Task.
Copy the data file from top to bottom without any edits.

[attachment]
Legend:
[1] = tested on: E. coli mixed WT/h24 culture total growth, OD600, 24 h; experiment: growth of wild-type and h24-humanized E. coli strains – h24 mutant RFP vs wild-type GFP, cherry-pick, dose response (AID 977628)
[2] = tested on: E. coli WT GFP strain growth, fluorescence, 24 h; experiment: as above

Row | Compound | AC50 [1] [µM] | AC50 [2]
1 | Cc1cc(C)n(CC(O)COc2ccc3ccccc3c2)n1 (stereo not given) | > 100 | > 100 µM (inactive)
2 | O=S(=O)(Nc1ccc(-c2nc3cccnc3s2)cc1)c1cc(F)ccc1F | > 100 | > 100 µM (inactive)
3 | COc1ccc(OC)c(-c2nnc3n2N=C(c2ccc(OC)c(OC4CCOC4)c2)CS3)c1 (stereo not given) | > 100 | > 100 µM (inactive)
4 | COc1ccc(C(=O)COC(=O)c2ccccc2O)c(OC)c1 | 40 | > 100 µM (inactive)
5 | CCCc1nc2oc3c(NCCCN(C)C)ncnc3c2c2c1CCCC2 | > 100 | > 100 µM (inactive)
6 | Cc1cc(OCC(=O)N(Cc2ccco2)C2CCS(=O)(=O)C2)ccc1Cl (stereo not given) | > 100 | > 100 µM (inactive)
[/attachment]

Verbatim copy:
Legend:
[1] = tested on: E. coli mixed WT/h24 culture total growth, OD600, 24 h; experiment: growth of wild-type and h24-humanized E. coli strains – h24 mutant RFP vs wild-type GFP, cherry-pick, dose response (AID 977628)
[2] = tested on: E. coli WT GFP strain growth, fluorescence, 24 h; experiment: as above

Row | Compound | AC50 [1] [µM] | AC50 [2]
1 | Cc1cc(C)n(CC(O)COc2ccc3ccccc3c2)n1 (stereo not given) | > 100 | > 100 µM (inactive)
2 | O=S(=O)(Nc1ccc(-c2nc3cccnc3s2)cc1)c1cc(F)ccc1F | > 100 | > 100 µM (inactive)
3 | COc1ccc(OC)c(-c2nnc3n2N=C(c2ccc(OC)c(OC4CCOC4)c2)CS3)c1 (stereo not given) | > 100 | > 100 µM (inactive)
4 | COc1ccc(C(=O)COC(=O)c2ccccc2O)c(OC)c1 | 40 | > 100 µM (inactive)
5 | CCCc1nc2oc3c(NCCCN(C)C)ncnc3c2c2c1CCCC2 | > 100 | > 100 µM (inactive)
6 | Cc1cc(OCC(=O)N(Cc2ccco2)C2CCS(=O)(=O)C2)ccc1Cl (stereo not given) | > 100 | > 100 µM (inactive)